Better approach to technology needs. Cooper’s proposal would let the Office of the State Auditor make software a recurring expense so it can vary subscriptions based on caseload and always have the most current version of software. This approach would be beneficial for much of the technology state government uses. Significant overhauls and transitions from one vendor to another would still need to happen on occasion, and it makes sense to treat those like other capital and infrastructure projects either by incorporating them into the State Capital and Infrastructure Fund, establishing an Information Technology Reserve as proposed by Cooper, or otherwise ensuring that finances match needs. In general, this evolving two-track approach to information technology will be beneficial.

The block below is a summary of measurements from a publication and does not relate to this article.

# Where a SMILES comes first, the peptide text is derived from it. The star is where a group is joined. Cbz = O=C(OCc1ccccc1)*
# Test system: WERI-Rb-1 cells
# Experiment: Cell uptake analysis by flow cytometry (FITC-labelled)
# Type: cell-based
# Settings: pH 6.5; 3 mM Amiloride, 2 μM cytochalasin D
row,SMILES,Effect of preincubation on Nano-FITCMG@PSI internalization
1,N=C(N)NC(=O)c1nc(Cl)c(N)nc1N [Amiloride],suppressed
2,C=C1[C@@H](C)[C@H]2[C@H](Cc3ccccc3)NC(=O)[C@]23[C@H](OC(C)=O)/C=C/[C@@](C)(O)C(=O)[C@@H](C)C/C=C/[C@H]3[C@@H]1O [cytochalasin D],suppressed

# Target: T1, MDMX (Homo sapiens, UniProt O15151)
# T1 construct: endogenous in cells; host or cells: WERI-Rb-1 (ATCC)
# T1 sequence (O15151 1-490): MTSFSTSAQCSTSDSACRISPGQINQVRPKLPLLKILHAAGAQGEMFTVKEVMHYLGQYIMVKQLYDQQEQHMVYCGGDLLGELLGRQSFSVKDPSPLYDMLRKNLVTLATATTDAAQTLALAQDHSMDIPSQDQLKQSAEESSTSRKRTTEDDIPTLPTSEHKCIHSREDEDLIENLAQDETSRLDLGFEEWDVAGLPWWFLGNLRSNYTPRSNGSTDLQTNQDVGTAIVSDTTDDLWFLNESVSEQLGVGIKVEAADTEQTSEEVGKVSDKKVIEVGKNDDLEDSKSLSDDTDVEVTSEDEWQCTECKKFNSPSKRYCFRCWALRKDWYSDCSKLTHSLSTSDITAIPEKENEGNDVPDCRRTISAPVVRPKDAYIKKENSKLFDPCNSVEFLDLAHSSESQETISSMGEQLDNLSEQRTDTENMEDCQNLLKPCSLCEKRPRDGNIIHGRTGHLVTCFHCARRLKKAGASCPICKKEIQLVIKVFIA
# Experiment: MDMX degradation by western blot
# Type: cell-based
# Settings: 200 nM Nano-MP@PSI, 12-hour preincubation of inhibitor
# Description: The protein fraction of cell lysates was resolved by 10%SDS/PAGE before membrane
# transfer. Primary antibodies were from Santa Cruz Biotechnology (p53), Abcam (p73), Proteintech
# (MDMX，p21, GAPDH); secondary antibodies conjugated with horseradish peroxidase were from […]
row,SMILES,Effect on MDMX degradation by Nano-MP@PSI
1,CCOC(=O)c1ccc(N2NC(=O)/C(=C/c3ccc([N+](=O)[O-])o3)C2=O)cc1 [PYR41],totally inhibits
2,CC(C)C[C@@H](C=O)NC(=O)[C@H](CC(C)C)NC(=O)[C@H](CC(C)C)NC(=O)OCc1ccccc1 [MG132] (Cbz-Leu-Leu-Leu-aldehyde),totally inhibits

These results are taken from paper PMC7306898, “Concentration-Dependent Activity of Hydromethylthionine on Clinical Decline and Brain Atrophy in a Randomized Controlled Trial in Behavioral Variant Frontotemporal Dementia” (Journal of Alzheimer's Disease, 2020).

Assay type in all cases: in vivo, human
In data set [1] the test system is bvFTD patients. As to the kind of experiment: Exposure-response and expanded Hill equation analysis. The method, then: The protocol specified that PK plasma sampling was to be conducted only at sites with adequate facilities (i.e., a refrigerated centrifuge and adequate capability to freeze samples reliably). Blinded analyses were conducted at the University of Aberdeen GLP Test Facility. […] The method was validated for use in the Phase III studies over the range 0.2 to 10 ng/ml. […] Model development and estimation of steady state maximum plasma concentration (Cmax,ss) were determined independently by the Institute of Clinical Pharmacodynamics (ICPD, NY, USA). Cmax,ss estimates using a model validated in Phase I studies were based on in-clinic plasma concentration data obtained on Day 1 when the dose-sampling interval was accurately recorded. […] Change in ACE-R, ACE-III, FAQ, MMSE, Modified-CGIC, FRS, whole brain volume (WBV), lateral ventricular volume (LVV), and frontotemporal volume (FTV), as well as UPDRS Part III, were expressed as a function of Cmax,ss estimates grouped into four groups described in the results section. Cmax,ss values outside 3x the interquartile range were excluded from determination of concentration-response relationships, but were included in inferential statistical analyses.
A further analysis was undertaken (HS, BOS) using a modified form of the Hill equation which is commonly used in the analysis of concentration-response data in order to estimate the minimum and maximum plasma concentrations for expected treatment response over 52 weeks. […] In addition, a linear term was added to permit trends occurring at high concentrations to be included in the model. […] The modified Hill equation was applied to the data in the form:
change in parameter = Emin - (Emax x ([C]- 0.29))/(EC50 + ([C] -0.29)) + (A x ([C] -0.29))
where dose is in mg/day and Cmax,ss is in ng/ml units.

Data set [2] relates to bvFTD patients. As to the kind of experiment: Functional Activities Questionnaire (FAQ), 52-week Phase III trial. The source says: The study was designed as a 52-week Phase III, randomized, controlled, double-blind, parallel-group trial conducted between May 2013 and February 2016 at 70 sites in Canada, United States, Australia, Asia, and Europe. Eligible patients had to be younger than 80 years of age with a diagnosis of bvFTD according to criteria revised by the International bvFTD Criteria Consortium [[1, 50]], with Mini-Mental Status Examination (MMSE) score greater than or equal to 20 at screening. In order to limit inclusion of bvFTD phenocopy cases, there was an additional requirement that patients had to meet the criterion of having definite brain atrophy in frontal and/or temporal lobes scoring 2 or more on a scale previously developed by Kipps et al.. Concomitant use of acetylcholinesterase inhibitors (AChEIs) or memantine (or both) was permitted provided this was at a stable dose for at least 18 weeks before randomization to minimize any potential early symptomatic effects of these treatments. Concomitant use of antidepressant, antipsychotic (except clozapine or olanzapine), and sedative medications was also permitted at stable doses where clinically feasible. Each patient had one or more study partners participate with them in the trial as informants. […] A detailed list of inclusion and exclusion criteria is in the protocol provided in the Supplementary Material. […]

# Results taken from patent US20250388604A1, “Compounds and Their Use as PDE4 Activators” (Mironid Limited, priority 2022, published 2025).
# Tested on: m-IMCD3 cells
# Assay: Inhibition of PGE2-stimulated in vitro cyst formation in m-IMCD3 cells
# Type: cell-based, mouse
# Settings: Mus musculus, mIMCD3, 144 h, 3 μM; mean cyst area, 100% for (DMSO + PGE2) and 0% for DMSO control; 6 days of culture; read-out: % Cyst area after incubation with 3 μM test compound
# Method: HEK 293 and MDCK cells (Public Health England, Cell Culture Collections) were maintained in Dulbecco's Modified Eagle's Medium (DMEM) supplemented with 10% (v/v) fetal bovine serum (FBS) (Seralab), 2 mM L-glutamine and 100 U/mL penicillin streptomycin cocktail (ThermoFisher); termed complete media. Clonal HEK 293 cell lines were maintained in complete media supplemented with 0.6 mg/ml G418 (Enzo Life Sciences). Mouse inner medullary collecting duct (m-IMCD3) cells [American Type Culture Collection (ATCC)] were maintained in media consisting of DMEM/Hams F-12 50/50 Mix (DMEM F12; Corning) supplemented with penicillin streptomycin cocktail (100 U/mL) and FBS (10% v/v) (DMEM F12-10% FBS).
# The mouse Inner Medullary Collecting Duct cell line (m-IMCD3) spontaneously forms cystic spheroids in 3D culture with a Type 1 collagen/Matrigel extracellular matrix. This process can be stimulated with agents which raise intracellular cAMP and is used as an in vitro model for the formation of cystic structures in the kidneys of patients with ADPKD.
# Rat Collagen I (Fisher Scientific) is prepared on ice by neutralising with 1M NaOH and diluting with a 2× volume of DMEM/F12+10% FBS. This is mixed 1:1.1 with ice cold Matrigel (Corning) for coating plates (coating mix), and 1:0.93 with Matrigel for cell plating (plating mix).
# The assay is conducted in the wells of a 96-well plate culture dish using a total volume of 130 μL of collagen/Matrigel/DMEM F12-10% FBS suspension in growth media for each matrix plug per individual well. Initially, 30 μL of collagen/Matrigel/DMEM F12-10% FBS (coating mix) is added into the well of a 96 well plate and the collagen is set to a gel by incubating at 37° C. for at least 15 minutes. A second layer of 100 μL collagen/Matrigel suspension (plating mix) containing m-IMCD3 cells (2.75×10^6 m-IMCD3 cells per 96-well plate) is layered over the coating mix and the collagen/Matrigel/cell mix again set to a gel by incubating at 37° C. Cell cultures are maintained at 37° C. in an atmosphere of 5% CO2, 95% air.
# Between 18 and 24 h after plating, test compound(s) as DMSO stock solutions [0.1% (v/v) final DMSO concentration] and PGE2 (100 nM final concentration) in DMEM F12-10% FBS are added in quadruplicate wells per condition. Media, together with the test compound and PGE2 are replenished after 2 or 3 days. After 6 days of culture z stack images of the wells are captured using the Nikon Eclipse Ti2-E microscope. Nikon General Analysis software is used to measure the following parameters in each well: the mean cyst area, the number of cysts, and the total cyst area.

Finding and retaining good people to work for the state. Attracting and keeping good people is a challenge for state government. The federal government has well-established rotational programs, career planning, and other paths to ensure quality candidates can find the right opportunities for them. Cooper’s budget proposal would support the Management Fellowship Program proposed by the Office of State Human Resources, which has potential to do the same for state government.

Debt Service, Capital, and $4.7 Billion Bond

Debt payments from the General Fund are scheduled to reach $688 million in FY 2021-22, down from $718 million in the FY 2019-20 budget. The final $200 million of $2 billion in Connect NC bonds approved by voters in 2016 will go to market in 2021. Legislators have not been entirely averse to debt, but they created the State Capital and Infrastructure Fund in 2017 to pay for more projects without borrowing.